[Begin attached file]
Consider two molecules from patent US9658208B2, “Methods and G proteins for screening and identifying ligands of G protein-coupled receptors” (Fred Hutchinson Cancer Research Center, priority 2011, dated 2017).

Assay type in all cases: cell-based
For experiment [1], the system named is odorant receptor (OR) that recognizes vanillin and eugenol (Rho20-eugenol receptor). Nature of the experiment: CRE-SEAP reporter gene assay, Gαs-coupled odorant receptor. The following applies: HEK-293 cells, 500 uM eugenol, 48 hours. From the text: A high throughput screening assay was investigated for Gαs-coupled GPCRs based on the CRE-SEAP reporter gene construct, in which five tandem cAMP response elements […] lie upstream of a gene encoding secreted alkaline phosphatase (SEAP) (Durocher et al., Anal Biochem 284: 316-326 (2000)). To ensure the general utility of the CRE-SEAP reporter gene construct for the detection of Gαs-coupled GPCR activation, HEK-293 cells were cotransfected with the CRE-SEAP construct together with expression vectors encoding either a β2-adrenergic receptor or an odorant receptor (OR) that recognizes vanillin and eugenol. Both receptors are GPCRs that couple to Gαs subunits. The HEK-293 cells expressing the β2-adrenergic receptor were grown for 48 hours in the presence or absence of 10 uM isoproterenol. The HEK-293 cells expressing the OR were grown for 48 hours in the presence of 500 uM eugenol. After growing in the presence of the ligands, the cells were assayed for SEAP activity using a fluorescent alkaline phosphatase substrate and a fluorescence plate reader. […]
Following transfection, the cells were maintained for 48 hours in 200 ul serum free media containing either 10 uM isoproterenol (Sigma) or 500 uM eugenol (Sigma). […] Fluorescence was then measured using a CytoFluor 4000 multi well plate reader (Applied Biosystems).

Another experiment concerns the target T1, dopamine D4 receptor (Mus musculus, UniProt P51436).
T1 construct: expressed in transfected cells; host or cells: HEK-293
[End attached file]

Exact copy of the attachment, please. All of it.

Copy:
Consider two molecules from patent US9658208B2, “Methods and G proteins for screening and identifying ligands of G protein-coupled receptors” (Fred Hutchinson Cancer Research Center, priority 2011, dated 2017).

Assay type in all cases: cell-based
For experiment [1], the system named is odorant receptor (OR) that recognizes vanillin and eugenol (Rho20-eugenol receptor). Nature of the experiment: CRE-SEAP reporter gene assay, Gαs-coupled odorant receptor. The following applies: HEK-293 cells, 500 uM eugenol, 48 hours. From the text: A high throughput screening assay was investigated for Gαs-coupled GPCRs based on the CRE-SEAP reporter gene construct, in which five tandem cAMP response elements […] lie upstream of a gene encoding secreted alkaline phosphatase (SEAP) (Durocher et al., Anal Biochem 284: 316-326 (2000)). To ensure the general utility of the CRE-SEAP reporter gene construct for the detection of Gαs-coupled GPCR activation, HEK-293 cells were cotransfected with the CRE-SEAP construct together with expression vectors encoding either a β2-adrenergic receptor or an odorant receptor (OR) that recognizes vanillin and eugenol. Both receptors are GPCRs that couple to Gαs subunits. The HEK-293 cells expressing the β2-adrenergic receptor were grown for 48 hours in the presence or absence of 10 uM isoproterenol. The HEK-293 cells expressing the OR were grown for 48 hours in the presence of 500 uM eugenol. After growing in the presence of the ligands, the cells were assayed for SEAP activity using a fluorescent alkaline phosphatase substrate and a fluorescence plate reader. […]
Following transfection, the cells were maintained for 48 hours in 200 ul serum free media containing either 10 uM isoproterenol (Sigma) or 500 uM eugenol (Sigma). […] Fluorescence was then measured using a CytoFluor 4000 multi well plate reader (Applied Biosystems).

Another experiment concerns the target T1, dopamine D4 receptor (Mus musculus, UniProt P51436).
T1 construct: expressed in transfected cells; host or cells: HEK-293